CHINA Town Hall
A UNH and Nationwide Dialogue on International Engagement
The relationship between the U.S. and China is one of interdependency, and although complex, it is of the utmost importance to the welfare of both countries. Engaging people nationwide on the importance of this partnership and the issues that dominate both countries’ agendas is the mission of The National Committee on United States-China Relations and its flagship webcast: CHINA Town Hall. The University of New Hampshire’s strong focus on international opportunities and research, including the recent establishment of The Confucius Institute, which offers a full curriculum in Chinese language and culture, makes UNH an ideal fit to host the nationwide program, as it has since 2010.
On November 16th, 2011, the University proudly hosted the event in Richard’s Auditorium, Murkland Hall — one of only 50 sites selected to present this fifth annual event. Students, faculty and NH Seacoast community members gathered to join featured speaker, Zbigniew Brzezinski, former national security advisor to President Jimmy Carter, in the discussion of “the dynamic and expanding Sino-American relationship.” During the live webcast, all 50 hosting sites were able to electronically submit questions for immediate response.
The National Committee on United States-China Relations created CHINA Town Hall as a way for leading U.S. and international experts to debate Sino-American relations. NCUSCR President, Stephen Orlins, opened the event stating, “We created this program in the belief that U.S.-China relations would be the defining relationship of the 21st Century and that getting the relationship right is critical to peace and stability throughout the world.” Brzezinski then presented a detailed analysis of the evolution of Sino-U.S. relations and gave a pragmatic assessment of the problems associated with the relationship. He replied to questions pertaining to the art of diplomacy with countries around the world, emphasizing that the critical challenge of the 21st century is to “strike a relationship that is different from post-imperial rivalries.” On the unique challenges that both the U.S. and China face, Brzezinski holds a calculated perspective: “Each side knows…that we need each other. If there was a significant rupture in American-Chinese relations, we will be damaged, they will be damaged.”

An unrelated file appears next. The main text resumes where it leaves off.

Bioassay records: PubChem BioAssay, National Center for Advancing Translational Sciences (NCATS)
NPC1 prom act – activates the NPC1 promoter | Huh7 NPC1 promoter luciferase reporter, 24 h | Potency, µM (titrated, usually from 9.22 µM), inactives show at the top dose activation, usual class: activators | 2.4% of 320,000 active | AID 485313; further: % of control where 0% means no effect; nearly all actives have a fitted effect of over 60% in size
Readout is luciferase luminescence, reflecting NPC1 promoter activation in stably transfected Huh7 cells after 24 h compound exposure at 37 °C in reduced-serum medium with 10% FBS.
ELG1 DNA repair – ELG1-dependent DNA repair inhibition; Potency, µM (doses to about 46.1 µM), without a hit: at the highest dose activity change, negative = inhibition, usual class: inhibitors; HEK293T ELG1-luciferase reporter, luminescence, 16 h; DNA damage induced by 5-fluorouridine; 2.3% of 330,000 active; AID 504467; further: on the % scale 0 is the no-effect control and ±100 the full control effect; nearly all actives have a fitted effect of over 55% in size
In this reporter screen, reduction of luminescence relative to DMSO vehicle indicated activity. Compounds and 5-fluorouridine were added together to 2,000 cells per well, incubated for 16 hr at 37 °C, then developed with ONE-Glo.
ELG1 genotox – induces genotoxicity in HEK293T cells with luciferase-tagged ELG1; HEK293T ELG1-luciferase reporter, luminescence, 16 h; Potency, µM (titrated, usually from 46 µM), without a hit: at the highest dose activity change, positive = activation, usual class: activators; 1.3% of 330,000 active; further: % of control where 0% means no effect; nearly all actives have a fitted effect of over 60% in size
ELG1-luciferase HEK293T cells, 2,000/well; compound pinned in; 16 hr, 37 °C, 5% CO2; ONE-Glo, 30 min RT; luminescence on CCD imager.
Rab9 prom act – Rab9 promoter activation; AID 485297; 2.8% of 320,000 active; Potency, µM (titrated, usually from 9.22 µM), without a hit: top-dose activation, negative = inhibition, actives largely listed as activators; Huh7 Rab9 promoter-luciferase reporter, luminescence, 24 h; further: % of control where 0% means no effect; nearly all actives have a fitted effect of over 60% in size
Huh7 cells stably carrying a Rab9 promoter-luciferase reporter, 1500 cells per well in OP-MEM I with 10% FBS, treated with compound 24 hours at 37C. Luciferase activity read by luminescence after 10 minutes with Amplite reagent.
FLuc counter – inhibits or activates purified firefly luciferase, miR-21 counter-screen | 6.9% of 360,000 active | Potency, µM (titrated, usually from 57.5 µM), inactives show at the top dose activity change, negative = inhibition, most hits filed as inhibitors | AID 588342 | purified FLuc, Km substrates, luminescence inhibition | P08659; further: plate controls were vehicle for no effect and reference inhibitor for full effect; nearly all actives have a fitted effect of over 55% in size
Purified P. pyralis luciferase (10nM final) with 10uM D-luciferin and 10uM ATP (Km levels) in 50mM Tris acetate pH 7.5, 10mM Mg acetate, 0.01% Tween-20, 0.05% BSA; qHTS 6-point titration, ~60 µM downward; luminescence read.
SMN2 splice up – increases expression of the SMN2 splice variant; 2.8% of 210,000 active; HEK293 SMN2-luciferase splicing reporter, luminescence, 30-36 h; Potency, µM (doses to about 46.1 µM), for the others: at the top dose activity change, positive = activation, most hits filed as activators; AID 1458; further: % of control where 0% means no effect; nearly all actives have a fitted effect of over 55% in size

During the second half of the program, Professor Bill Hennessey, Professor at the UNH School of Law and Director of the UNH School of Law Summer Institute in Beijing, China, introduced Jamie Horsley, deputy director of Yale University’s China Law Center. Horsley noted particular progress in China’s administrative law and regulatory reforms, including promoting government transparency, public participation, government accountability, improved administrative procedures, and dispute resolution. Horsley also spoke about obstacles that impede the China-U.S. relationship, including the rule of law and protecting human rights. The event left its 80 engaged attendees with an up-to-the-moment awareness of the state of U.S.- China relations. Professor Lawrence C. Reardon, Chair of the Political Science Department at UNH, was instrumental in organizing the event and impressed with the impact he observed: “Several students in my Foreign Policy class stated that they really enjoyed the format of the talk. It gave them a better idea of the current debate on China’s future and a clearer idea about the difficulties of China adopting a system that emphasized law and not the Party.”
CHINA Town Hall was organized by UNH’s Asian Studies Minor and Political Science Department, with support from the Center for International Education and the World Affairs Council of New Hampshire, whose president and director were in attendance. UNH President Mark W. Huddleston described the event as “a wonderful opportunity for our students and the residents of New Hampshire.” UNH has a special responsibility as the state’s flagship university, he continued, “to prepare its students and the broader community for engagement with other peoples and across cultures. China is one of the state’s top trade partners, and global competency is essential in the international economy of the 21st century.”